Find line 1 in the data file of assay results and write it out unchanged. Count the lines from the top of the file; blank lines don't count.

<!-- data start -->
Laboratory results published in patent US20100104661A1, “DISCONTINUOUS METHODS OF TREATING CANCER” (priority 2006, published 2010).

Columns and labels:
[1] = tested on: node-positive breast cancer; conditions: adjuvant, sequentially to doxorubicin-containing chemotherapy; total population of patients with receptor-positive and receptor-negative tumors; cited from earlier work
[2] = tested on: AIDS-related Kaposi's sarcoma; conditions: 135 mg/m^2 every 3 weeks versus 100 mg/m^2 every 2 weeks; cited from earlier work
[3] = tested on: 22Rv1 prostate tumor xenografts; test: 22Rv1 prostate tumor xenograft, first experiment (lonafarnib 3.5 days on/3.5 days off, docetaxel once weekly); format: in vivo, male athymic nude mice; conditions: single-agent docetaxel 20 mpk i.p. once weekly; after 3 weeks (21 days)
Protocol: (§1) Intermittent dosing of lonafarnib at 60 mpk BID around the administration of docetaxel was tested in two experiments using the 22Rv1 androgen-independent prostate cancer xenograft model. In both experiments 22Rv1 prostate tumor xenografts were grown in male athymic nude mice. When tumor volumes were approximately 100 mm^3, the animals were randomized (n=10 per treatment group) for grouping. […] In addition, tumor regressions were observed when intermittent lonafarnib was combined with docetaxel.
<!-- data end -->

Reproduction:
Laboratory results published in patent US20100104661A1, “DISCONTINUOUS METHODS OF TREATING CANCER” (priority 2006, published 2010).